- In Hebrew demonology, evil spirits created by the union of a succubus or Lil it h and a man. The shedim are a man’s “demonic children.” When a man dies, they go to the grave to weep. Tradition called for a man’s legitimate offspring to stay away from the graveside at burial in order to avoid dangers from the shedim. A 17th-century account of beliefs of German Jews describes them:They [Jews] firmly believe that if a man’s seed escapes him, it gives rise, with the help of mahlath [a female demon] and Lilith, to evil spirits, which however die when the time comes. When a man dies and his children begin to weep and lament, these shedim, or evil spirits, come too, wishing, along with the other children, to have their part in the deceased as their father; they tug and pluck at him, so that he feels the pain, and God himself, when He sees this noxious offspring by the corpse, is reminded of the dead man’s sins.One custom called for 10 men to dance in a circle around a man’s body seven times before it was lowered into the grave, reciting the 91st Psalm or other prayers to ward off the shedim. Then a stone was laid on the bier while Genesis 25:6 was recited: “But unto the sons of the concubines, which Abraham had, Abraham gave gifts, and sent them away.”In later lore, the shedim were hairy, wild DEMONs who lived in the woods and danced. They were known for their tricks, such as leaving human beings with grotesque deformities if they were displeased.The shedim are ruled by ASMODEUS.See shaytan.FURTHER READING:- Davies, T. Witton. Magic, Divination and Demonology among the Hebrews and Their Neighbors. First published 1898.- Mack, Carol K., and Dinah Mack. A Field Guide to Demons: Fairies, Fallen Angels, and Other Subversive Spirits. New York: Owl Books/Henry Holt, 1998.- Scholem, Gershom G. On the Kabbalah and Its Symbolism. New York: Schocken Books, 1965.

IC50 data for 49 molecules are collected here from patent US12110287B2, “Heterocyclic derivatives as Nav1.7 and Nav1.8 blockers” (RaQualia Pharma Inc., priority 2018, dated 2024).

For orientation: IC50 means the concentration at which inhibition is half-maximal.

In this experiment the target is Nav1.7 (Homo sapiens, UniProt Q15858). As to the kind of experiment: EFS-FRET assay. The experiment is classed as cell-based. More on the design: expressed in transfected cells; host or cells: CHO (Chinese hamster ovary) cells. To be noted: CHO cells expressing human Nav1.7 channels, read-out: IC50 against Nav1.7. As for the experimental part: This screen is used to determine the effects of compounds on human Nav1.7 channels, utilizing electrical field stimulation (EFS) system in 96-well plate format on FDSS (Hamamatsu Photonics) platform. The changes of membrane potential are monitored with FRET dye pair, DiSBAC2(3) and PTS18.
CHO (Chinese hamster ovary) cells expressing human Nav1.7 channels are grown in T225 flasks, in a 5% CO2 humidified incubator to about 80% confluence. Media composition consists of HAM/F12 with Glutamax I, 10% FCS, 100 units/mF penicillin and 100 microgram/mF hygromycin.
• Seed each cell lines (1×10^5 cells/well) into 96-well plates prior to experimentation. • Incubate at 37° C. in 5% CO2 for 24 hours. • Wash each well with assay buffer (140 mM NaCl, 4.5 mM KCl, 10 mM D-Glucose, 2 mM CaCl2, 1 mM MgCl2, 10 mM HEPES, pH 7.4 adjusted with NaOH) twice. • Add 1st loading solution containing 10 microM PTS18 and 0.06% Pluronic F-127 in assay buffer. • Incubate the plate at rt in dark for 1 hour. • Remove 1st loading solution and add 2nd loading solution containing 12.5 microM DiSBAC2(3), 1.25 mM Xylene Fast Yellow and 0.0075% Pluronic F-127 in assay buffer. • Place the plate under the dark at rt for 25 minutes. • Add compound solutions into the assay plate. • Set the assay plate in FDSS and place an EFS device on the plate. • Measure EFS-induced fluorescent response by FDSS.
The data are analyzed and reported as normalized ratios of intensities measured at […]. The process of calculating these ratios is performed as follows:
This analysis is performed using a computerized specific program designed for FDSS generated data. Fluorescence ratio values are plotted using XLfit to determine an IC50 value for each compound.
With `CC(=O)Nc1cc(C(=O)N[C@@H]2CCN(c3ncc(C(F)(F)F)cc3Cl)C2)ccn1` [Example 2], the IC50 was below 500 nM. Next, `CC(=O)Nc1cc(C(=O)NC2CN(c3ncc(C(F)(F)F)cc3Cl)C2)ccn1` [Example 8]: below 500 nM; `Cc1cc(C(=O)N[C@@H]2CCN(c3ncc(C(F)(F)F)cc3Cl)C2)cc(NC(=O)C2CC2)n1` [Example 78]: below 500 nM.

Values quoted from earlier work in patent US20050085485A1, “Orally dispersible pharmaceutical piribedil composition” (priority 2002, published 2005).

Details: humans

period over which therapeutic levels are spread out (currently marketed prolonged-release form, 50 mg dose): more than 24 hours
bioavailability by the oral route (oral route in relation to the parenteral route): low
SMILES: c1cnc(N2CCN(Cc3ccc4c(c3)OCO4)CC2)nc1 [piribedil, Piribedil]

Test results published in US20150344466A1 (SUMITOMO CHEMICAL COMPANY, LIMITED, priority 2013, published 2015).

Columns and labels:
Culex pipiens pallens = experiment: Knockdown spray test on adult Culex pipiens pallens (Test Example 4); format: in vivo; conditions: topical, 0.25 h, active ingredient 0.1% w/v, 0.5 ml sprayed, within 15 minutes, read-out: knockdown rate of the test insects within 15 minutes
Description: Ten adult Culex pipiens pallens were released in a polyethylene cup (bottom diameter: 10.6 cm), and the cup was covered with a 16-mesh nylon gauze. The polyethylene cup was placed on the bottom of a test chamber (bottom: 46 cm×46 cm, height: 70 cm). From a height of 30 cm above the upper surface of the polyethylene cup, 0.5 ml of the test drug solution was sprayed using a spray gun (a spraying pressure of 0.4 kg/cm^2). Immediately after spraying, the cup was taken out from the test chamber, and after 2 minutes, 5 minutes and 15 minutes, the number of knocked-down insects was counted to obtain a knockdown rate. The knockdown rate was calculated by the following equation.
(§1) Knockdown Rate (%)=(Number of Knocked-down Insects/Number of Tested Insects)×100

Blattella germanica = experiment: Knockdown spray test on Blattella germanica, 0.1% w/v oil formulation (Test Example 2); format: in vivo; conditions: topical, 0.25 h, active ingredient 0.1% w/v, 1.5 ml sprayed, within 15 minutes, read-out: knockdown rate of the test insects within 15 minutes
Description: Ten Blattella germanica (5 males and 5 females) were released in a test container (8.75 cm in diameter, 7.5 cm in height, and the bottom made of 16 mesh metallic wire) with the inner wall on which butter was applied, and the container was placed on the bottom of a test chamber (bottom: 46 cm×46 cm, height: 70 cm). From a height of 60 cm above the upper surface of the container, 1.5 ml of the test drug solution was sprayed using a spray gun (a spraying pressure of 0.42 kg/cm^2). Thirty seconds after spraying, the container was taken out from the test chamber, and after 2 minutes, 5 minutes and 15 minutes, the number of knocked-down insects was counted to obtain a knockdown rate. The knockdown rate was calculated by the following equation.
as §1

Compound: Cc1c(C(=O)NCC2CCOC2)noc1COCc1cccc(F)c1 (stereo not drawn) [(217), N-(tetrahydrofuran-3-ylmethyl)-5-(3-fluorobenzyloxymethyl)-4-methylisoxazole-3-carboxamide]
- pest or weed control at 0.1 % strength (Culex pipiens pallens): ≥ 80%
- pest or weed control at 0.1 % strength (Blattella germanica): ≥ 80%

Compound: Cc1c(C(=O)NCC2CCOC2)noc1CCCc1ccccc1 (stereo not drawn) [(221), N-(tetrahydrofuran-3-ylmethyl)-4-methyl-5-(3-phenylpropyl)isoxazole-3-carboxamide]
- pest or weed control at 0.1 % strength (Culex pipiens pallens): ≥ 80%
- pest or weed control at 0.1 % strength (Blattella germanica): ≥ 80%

Encyclopedia of Demons and Demonology. Rosemary Ellen Guiley. 2009.